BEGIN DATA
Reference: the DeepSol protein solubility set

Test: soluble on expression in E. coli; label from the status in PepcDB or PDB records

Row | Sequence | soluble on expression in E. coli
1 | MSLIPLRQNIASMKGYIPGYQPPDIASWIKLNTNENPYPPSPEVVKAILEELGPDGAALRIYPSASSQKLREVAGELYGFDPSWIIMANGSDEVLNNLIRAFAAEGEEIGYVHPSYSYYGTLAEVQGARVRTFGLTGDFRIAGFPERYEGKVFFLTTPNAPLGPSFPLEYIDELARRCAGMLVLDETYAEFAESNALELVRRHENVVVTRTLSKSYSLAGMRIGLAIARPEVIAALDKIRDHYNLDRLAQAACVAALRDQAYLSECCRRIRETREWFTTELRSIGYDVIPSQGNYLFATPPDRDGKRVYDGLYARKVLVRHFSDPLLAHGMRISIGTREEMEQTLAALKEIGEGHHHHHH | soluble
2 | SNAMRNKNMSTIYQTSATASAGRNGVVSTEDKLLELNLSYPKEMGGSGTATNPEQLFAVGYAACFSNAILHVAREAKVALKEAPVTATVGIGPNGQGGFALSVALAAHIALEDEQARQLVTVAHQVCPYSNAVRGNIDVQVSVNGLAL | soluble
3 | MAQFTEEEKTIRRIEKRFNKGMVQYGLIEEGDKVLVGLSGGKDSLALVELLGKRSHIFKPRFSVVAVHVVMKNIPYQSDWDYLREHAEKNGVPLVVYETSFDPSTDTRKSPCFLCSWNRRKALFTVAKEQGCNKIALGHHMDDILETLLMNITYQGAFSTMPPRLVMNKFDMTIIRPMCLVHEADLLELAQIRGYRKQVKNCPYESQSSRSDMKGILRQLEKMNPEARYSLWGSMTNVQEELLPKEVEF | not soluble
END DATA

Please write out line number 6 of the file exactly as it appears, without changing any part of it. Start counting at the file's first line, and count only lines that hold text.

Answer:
3 | MAQFTEEEKTIRRIEKRFNKGMVQYGLIEEGDKVLVGLSGGKDSLALVELLGKRSHIFKPRFSVVAVHVVMKNIPYQSDWDYLREHAEKNGVPLVVYETSFDPSTDTRKSPCFLCSWNRRKALFTVAKEQGCNKIALGHHMDDILETLLMNITYQGAFSTMPPRLVMNKFDMTIIRPMCLVHEADLLELAQIRGYRKQVKNCPYESQSSRSDMKGILRQLEKMNPEARYSLWGSMTNVQEELLPKEVEF | not soluble